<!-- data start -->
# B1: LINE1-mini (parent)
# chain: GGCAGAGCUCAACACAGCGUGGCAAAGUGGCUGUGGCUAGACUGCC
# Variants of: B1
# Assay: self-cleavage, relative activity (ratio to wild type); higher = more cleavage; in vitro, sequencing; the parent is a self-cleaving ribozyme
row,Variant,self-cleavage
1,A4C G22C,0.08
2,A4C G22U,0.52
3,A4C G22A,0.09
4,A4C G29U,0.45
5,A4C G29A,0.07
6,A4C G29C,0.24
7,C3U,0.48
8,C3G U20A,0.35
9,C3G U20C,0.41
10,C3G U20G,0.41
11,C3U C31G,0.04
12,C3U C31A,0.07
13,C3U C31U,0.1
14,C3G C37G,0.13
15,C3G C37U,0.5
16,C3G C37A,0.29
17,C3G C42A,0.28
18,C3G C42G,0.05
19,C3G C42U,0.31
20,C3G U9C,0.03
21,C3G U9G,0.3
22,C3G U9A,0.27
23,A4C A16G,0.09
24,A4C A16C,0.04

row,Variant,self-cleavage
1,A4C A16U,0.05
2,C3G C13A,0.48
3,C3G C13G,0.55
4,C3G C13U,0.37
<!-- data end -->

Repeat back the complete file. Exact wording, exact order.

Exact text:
# B1: LINE1-mini (parent)
# chain: GGCAGAGCUCAACACAGCGUGGCAAAGUGGCUGUGGCUAGACUGCC
# Variants of: B1
# Assay: self-cleavage, relative activity (ratio to wild type); higher = more cleavage; in vitro, sequencing; the parent is a self-cleaving ribozyme
row,Variant,self-cleavage
1,A4C G22C,0.08
2,A4C G22U,0.52
3,A4C G22A,0.09
4,A4C G29U,0.45
5,A4C G29A,0.07
6,A4C G29C,0.24
7,C3U,0.48
8,C3G U20A,0.35
9,C3G U20C,0.41
10,C3G U20G,0.41
11,C3U C31G,0.04
12,C3U C31A,0.07
13,C3U C31U,0.1
14,C3G C37G,0.13
15,C3G C37U,0.5
16,C3G C37A,0.29
17,C3G C42A,0.28
18,C3G C42G,0.05
19,C3G C42U,0.31
20,C3G U9C,0.03
21,C3G U9G,0.3
22,C3G U9A,0.27
23,A4C A16G,0.09
24,A4C A16C,0.04

row,Variant,self-cleavage
1,A4C A16U,0.05
2,C3G C13A,0.48
3,C3G C13G,0.55
4,C3G C13U,0.37